Men often face jeering or even anger from family, friends, society – when they share women’s chores and support them in their fight for feminism. But isn’t it worth it?
Dear Men, We know it’s difficult.
We, Women talk about feminism everyday. We think about it, write about it, work for it, celebrate it, there are blogs and organizations that deal with it. We feel like we are part of great revolution, and it’s rewarding.
But that’s the point. We might seem like a small group fighting against a centuries old, deep rooted male chauvinistic world, finally we know we stand to gain a relatively better place in the world with every passing year and effort, and also we believe in the process. So there is motivation both in the process and the result.
But for men it’s the opposite.
The other day I was talking to my recently married friend. In her first visit to her parents’ home after marriage, with her in laws in tow, they decided to let elders enjoy the day and took charge of the cooking – the couple cooked together for both the families.
Think about this situation.
He not only has to lose the comfort of sitting on the sofa having food served to him, but also has to bear the comments the others might make about being a ‘joru ka ghulam’.
By deciding to discuss every decision with his wife he not only loses his ‘authority’ but is also laughed at by his peers for ‘being submissive’.
By washing clothes and utensils not only he is taking extra effort, but is also being teased for being the ‘woman’ of the house.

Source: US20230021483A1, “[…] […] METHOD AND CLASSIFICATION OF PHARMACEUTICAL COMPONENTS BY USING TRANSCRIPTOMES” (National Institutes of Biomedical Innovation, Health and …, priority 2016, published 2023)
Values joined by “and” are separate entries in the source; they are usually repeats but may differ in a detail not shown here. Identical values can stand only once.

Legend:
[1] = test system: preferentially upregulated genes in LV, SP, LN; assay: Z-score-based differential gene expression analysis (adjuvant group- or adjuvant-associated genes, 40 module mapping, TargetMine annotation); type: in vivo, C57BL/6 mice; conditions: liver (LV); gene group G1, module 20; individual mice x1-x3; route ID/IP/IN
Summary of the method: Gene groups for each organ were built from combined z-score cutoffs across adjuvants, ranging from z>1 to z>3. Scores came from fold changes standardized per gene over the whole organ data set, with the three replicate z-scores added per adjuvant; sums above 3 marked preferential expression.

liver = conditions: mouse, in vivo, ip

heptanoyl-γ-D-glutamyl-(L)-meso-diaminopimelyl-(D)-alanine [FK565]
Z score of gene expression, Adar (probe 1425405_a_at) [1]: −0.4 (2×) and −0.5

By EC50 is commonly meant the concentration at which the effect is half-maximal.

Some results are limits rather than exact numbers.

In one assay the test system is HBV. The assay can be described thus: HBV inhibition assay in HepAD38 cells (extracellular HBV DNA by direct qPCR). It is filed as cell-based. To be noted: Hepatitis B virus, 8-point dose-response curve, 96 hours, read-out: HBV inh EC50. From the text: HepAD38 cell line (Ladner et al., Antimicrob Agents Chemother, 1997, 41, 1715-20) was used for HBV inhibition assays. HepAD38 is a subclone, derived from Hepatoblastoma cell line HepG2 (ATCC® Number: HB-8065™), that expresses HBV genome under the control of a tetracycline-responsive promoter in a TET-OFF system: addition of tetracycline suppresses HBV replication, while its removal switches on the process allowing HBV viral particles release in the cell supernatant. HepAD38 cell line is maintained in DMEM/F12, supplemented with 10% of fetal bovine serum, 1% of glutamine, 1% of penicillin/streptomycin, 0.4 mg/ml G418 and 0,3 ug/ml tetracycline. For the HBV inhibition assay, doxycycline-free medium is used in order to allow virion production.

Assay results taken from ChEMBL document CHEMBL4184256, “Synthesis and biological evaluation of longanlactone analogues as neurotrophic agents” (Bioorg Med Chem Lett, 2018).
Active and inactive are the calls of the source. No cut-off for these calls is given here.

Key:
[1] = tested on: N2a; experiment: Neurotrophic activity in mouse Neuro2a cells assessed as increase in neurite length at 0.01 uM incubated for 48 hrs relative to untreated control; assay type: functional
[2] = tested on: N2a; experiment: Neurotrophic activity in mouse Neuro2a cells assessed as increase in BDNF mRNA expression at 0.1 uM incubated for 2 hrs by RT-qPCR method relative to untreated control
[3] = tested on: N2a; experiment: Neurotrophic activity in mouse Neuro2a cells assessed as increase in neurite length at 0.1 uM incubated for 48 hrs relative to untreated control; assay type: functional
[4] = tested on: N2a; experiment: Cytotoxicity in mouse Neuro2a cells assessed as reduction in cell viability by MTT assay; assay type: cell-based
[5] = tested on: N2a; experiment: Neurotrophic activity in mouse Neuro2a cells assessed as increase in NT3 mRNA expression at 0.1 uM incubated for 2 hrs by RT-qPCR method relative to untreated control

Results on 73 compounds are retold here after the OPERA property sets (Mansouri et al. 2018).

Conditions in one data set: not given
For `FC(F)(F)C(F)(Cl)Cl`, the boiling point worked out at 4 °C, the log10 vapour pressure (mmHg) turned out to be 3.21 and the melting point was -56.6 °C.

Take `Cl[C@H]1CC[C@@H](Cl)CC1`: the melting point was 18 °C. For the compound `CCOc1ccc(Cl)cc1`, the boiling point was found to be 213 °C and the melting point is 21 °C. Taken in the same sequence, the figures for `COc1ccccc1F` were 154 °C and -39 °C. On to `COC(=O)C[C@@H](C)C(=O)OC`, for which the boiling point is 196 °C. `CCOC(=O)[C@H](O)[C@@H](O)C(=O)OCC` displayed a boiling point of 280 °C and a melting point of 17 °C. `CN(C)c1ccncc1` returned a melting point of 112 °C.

By saying no to dowry he is prompted to know his worth, and worse, sometimes he gets questioned about his health – “why is he not taking dowry, is something wrong with him?”
By being vocal about feminism among friends, he ends up facing questions like “whom you are trying to please?”
By not seeing anything wrong with his wife going out with her male friends, he is questioned about his masculinity.
By being supportive of women’s reservation he has to face the wrath of his colleague who thinks that another eligible man’s job is lost because of this. (I can write another whole article about why that notion is unfair. But that’s for another day.)
Every time men take a step towards feminism or breaking this gender stereotype, they get to suffer double time. One for taking the effort and then get looked down for doing the same sometimes by women also.
But this was the case with every change in social structure. It is like upper caste people fighting against caste oppression.
Take for example, Subramania Bharathiyar, the Tamil Poet.
By supporting the cause of the oppressed class he not only lost the comfort and authority other people of his time were enjoying, but he was also being laughed at and ostracized by some of his family and friends for doing the same.
For those belonging to oppressed classes, though there is no way to really measure their ordeal and pain, at least they have the satisfaction that their effort will give their future generation a better place to live in.
So men, don’t lose heart or get demotivated – you are taking a very essential step towards the right direction and it’s definitely not a favour you are doing to women. You are just doing something right which has been done wrong for a long time.
Kudos to all those men who are taking that difficult step everyday!
Image source: a still from the film Tumhari Sulu
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